The KORA includes strong public policy initiatives such as, “It is declared to be the public policy of this State that public records shall be open for inspection by any person unless otherwise provided by this act, and this act shall be liberally construed and applied to promote such policy.” While there are certainly aspects to the act that back this statement up,such as the three business day response times an agency is allowed. Fees must be kept to actual costs of labor required in completing the request. Although, it is disappointing to see no pro bono or media waiver available. Attorney fees can be won however, and agencies can be fined up to $500 if they violate the law with intent Like most states there is no citizenship requirement here. Interestingly, there is no appeals time limit here. Sooner is always better though regardless of which state you are appealing in.
Kansas has 50 very specifically written exemptions in their FOIL. Many are the standard kind of exemption seen in many other states, dealing with personal information, public safety, and ensuring fair competition in business. As with other states with laundry list style exemptions, a look through them is recommended when requesting information here.
- Response time of three business days after request is filed
- All branches of government covered by KORA. Individual legislators are not subject
- No limitations on citizenship of requestor
- No administrative appeals process-appeals go directly to Kansas Court of Appeals
Can you submit a request if you’re not a resident?
However, the Kansas law permits an agency to require proof of identification. - K.S.A. 45-220(b)
To whom does this apply?
Yes, however records of legislators themselves are not deemed public records under the act.
Yes, the entire judicial system is covered by KORA except individual judges themselves.
Who is exempted?
The records which are made and maintained by individual state legislators are not subject to the law. This also goes for members “of the governing body of any political or taxing subdivision of the state.” K.S.A. 45-217(f)(2). This means members of local governing bodies are themselves not subject to FOIA. Kansas stipulates that all public officers or employees of a subdivision are not subject to the law if they are not provided with an office open to the public 35 hours a week.
Is there a designated records custodian?
No. Instead an agency must designate a local FOIA officer to resolve the dispute.
How long do they have to respond?
Three business days.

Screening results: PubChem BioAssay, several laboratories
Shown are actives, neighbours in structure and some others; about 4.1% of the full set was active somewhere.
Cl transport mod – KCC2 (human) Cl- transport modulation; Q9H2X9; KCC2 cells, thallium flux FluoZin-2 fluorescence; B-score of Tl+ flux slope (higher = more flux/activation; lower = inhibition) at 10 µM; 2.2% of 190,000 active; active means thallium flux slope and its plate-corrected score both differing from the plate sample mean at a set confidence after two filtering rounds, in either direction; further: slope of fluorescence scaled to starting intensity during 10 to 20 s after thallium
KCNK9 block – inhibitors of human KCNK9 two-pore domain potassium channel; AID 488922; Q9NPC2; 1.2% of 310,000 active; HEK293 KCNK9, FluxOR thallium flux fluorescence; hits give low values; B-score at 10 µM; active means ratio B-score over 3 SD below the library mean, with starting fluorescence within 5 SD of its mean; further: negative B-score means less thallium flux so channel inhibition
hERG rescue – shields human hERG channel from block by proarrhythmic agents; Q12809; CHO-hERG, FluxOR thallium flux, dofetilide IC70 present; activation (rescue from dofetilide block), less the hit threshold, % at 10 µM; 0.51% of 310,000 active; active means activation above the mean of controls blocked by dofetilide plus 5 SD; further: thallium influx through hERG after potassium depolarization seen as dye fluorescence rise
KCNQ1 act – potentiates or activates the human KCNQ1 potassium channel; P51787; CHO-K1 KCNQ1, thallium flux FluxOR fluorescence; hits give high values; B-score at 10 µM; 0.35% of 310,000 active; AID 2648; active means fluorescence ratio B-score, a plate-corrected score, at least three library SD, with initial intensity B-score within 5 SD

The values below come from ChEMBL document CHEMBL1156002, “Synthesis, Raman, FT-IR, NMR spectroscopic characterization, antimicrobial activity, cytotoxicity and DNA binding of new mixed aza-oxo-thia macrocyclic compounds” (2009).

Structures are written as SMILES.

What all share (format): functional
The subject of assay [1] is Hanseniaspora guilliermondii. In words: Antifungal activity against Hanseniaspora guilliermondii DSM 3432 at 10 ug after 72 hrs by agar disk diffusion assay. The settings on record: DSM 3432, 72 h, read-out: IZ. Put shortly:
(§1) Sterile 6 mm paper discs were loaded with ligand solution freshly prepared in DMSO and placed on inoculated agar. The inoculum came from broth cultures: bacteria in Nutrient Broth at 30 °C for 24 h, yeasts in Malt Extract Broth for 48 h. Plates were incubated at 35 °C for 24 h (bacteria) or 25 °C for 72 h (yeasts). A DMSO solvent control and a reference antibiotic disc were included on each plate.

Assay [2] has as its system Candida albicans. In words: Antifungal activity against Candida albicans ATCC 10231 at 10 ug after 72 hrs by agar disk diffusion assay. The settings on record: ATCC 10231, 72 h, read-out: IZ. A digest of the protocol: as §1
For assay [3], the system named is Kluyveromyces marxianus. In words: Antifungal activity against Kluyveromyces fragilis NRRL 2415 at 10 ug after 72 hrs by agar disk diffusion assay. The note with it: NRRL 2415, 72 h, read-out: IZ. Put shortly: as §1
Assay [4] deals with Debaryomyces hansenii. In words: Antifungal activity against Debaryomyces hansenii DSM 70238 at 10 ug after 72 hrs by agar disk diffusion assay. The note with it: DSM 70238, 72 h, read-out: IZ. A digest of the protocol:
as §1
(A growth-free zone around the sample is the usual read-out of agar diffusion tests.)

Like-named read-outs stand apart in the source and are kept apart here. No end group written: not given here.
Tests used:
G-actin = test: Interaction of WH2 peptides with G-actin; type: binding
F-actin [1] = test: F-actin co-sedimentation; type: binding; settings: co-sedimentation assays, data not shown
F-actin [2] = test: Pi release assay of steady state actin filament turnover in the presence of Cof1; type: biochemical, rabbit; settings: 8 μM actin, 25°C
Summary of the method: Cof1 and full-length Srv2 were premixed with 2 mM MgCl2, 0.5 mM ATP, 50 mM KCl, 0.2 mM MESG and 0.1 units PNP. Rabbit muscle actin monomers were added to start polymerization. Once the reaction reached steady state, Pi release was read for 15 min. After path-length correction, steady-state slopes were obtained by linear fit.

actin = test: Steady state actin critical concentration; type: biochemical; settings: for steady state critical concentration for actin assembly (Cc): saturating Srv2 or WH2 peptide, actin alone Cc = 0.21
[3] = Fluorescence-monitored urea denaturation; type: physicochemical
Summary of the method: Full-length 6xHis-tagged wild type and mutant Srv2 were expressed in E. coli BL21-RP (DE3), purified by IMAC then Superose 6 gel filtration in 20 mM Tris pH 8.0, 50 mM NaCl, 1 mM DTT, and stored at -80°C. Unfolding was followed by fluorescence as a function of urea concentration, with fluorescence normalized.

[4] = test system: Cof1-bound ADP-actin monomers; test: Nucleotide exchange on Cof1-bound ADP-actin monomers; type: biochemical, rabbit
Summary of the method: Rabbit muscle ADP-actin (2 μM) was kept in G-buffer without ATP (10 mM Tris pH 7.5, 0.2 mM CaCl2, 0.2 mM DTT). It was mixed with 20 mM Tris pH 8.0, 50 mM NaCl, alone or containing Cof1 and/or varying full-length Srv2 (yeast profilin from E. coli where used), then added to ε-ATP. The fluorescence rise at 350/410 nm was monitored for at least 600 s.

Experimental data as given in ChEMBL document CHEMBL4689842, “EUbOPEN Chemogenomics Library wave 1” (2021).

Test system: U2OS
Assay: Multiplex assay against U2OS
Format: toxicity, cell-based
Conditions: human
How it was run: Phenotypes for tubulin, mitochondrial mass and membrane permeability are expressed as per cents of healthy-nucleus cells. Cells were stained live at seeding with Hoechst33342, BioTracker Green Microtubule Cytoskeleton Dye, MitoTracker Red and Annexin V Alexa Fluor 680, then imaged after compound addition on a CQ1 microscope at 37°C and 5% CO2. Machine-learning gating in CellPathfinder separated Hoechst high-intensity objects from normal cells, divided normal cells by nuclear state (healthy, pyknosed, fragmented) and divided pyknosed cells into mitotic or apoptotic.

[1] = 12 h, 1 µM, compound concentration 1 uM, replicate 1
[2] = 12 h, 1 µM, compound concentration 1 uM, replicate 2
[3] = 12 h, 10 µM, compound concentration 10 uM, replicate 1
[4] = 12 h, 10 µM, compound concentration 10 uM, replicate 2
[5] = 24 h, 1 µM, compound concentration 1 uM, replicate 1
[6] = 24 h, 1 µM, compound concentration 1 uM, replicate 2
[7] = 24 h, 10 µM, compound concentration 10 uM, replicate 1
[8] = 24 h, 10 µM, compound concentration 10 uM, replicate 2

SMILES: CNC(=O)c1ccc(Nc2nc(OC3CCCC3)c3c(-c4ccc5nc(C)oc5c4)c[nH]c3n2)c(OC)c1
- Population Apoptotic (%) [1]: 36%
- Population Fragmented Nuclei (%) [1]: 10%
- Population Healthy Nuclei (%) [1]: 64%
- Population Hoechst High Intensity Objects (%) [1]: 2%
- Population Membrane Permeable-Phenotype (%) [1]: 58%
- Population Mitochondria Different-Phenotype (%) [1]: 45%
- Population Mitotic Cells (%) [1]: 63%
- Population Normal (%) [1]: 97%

Does the agency have to give you a tracking number or estimated date of completion?
Can they ask why you ask?
If an agency is found guilty by a court of knowingly violating KORA then they can be fined up to $500 and attorney fees will be awarded to the prevailing party.
Agencies are allowed to charge for the actual cost of their employees searching and copying records and time spent on the request. Electronic records may only be charged for any computer services necessary to fulfill the request and for staff time. Agencies may charge advanced payment in Kansas.
Are there fee waivers for media requests or those made in the public interest?
The act does not provide for any waivers only that an agency may charge actual costs.
Attorney’s fees - Can you win them?
Yes, if you are able to prevail in your appeal then attorney fees can be awarded.
Exemptions and Appeals
What exemptions exist?
Kansas has laundry list style exemptions. There are 50 specific exemptions, and if you are requesting in Kansas it may be helpful to check out the full list of exemptions below in the resources section. Most of the exemptions deal with protecting sealed, preliminary, or confidential documents, personal information like finances or medical information, or protecting police investigative methods from disclosure. Emergency or security procedures that would put the public at further risk are also exempted, as are records that would constitute trade secrets. Because of the laundry list style, there are exemptions that deal very specifically with the exempted records topics above.
Do they have to tell you why a portion or pages were redacted or withheld?
How much time do you have to appeal?
While it is always best to appeal in a timely fashion, there is no set appeals time limit.
Can you appeal the courts?
Yes. Appealing to the Kansas Court of Appeals or the corresponding District Court is the only option for recourse in Kansas.
Attorneys and Law Firms
The following attorneys and law firms have practiced public records law. Names marked with an asterisk have indicated a willingness to offer pro bono services on a case by case basis.
There are currently no experienced public records law attorneys that we know of in Kansas. Write to us at info@MuckRock.com if you know of any and want to help us out!
News Stories on Public Records Laws in the State
Blogs and feeds primarily focused on public records in Kansas
Public Records Guide and Advice
Big FOIA wins
Have a public records success story? Let us know!
- Request Record
- 259 Filed
- 88 Completed
- 30 Rejected
- 56 No Responsive Documents
- 23 Awaiting Acknowledgement
- 16 Awaiting Response
- 23 Requiring Action
- 36 Overdue
- Allowed Response Time
- 3 days
- Average Response Time
- 55 days
- Success Rate
- Average Fee
- 13.51% of requests have a fee
Top Agencies See All
|Department of Administration||606||6|
|Office of the Governor of Kansas||420||36|
|Kansas City Kansas Police Department||296||155|
|City of Leavenworth, Kansas||259||3|
|Wichita Police Department||148||176|
|Independence Police Department||110||0|
|Topeka Police Department||108||272|
|Kansas Highway Patrol||103||61|
|Olathe Police Department||102||95|
Top Localities See All
|Kansas City, KS||299||155|
|Shawnee County, KS||198||498|
|Overland Park, KS||46||1|
|Reno County, KS||37||0|
|Riley County, KS||35||0|